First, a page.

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June 11, 2014 - by Bryan Cantrill
Several years ago, I gave a presentation on corporate open source anti-patterns. Several of my anti-patterns were clear and unequivocal (e.g., don't announce that you're open sourcing something without making the source code available, dummy!), but others were more complicated. One of the more nuanced anti-patterns was around copyright assignment and contributor license agreements: while I believe these constructs to be well-intended (namely, to preserve relicensing options for the open source project and to protect that project from third-party claims of copyright and patent infringement), I believe that they are not without significant risks with respect to the health of the community. Even at their very best, CLAs and copyright assignments act as a drag on contributions as new corporate contributors are forced to seek out their legal department—which seems like asking people to go to the dentist before their pull request can be considered. And that's the very best case; at worst, these agreements and assignments grant a corporate entity (or, as I have personally learned the hard way, its acquirer) the latitude for gross misbehavior. Because this very worst scenario had burned us in the illumos community, illumos has been without CLA and copyright assignment since its inception: as with Linux, contributors hold copyright to their own contributions and agree to license it under the prevailing terms of the source base. Further, we at Joyent have also adopted this approach in the many open source components we develop in the node.js ecosystem: like many (most?) GitHub-hosted projects, there is no CLA or copyright assignment for node-bunyan, node-restify, ldap.js, node-vasync, etc. But while many Joyent-led projects have been without copyright assignment and CLA, one very significant Joyent-led project has had a CLA: node.js itself.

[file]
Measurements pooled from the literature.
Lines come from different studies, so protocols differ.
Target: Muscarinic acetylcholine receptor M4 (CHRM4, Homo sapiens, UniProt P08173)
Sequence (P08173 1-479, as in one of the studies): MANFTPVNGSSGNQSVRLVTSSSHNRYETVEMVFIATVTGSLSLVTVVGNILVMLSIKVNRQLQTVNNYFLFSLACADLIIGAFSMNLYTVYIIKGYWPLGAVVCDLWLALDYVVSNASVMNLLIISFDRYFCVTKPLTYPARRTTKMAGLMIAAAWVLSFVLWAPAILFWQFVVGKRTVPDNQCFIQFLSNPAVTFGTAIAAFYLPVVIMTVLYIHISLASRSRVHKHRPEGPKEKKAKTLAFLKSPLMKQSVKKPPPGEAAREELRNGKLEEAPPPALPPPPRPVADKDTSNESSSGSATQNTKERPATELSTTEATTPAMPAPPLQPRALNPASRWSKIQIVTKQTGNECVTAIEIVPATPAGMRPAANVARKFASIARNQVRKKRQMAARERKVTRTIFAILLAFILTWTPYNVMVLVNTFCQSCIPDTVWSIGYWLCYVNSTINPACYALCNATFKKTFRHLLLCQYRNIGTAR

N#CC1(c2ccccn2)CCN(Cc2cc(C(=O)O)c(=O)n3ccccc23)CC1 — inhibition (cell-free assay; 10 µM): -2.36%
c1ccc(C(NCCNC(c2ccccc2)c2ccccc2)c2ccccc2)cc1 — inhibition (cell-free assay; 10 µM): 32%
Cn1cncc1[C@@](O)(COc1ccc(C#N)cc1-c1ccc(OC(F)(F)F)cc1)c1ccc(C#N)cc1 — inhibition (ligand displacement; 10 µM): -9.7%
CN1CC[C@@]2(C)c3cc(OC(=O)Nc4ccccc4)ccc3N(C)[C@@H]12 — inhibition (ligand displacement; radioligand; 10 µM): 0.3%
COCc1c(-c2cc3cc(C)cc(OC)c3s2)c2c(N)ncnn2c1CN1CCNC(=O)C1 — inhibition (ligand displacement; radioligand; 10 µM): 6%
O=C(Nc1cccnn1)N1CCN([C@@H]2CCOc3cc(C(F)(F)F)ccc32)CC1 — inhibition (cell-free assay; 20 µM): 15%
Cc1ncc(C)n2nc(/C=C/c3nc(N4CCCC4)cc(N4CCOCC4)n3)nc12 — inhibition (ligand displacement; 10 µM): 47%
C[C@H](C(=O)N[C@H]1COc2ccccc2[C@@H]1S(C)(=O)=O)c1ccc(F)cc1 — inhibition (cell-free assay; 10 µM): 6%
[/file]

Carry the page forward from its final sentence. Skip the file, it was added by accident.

While node.js is a Joyent-led project, I also believe that communities must make their own decisions—and a CLA is a sufficiently nuanced issue that reasonable people can disagree on its ultimate merits. That is, despite my own views on a CLA, I have viewed the responsibility for the CLA as residing with the node.js leadership team, not with me. The upshot has been that the node.js status quo of a CLA (one essentially inherited from Google's CLA for V8) has remained in place for several years.
Given this background you can imagine that I found it very heartwarming that when node.js core lead TJ Fontaine returned from his recent Node on the Road tour, one of the conclusions he came to was that the CLA had outlived its usefulness—and that we should simply obliterate it. I am pleased to announce that today, we are doing just that: we have eliminated the CLA for node.js. Doing this lowers the barrier to entry for node.js contributors thereby broadening the contributor base. It also brings node.js in line with other projects that Joyent leads and (not unimportantly!) assures that we ourselves are not falling into corporate open source anti-patterns!